Dawn of new era with Disturbed dance moves
GANGNEUNG: Roll over Beethoven and prepare to be Disturbed.
Pairs figures skaters, once confined to classical tunes and rigid technical elements, are embracing dance moves and heavy metal music to see how far they can both push the boundaries while keeping the discipline up to date.
A cover of “The Sound of Silence” by heavy metal group Disturbed was the haunting soundtrack for a free skate by French pair Vanessa James and Morgan Cipres last year, a dynamic and ambitious performance that proved a huge hit on social media.
Vanessa said the popularity of that routine prompted imitation... and she loves it.
“I think it’s good because we’re actually evolving as a pair event, a discipline,” she said after a practice at Gangneung’s Ice Arena, the venue for figure skating at the Winter Olympics.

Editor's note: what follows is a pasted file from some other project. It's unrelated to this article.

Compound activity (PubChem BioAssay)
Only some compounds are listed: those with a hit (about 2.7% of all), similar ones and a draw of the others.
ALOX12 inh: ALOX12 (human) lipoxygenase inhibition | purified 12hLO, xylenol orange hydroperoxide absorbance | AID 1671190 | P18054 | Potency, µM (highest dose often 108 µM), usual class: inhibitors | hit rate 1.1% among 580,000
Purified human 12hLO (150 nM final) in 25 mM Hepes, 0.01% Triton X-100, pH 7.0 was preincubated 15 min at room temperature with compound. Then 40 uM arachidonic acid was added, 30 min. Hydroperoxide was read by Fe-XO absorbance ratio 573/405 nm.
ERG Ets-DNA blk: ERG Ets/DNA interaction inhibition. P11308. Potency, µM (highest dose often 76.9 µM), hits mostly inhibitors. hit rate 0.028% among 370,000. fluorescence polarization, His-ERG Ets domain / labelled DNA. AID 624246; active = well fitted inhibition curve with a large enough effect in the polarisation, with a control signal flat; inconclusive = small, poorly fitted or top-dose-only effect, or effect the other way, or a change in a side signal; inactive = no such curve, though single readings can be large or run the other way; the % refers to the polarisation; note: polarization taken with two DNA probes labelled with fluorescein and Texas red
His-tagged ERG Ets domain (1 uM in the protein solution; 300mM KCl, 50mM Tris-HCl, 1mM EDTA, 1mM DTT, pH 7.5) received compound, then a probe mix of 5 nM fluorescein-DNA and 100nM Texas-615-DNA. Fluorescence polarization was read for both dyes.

“Our goal is to skate like ice dancers, which is not always easy because of all the technical stuff we have to do, but it is the goal,” she added.
Traditional pairs skating, meanwhile, focuses more on technical, acrobatic moves such as throws, jumps and spirals, with a set allocation included in each routine.
Germany’s Aljona Savchenko and Bruno Massot, strongly favoured for gold in Pyeongchang, are also among those leading the revolution.
Their spunky short programme to jazz singer Caro Emerald’s “That Man” is full of dance moves and glides, while their free skate is a hauntingly graceful routine that is also packed with punishing technical elements.
Pyeongchang is the first Olympics where music with lyrics has been allowed and this is one of the biggest changes, moving the discipline forward from the rigidity of classical instrumentals used extensively in the past.
Songs used in this year’s short programme include: “Paint it Black” by Hidden Citizen, “Hallelujah” by Leonard Cohen, “Big Spender” and an inevitable smattering of classics.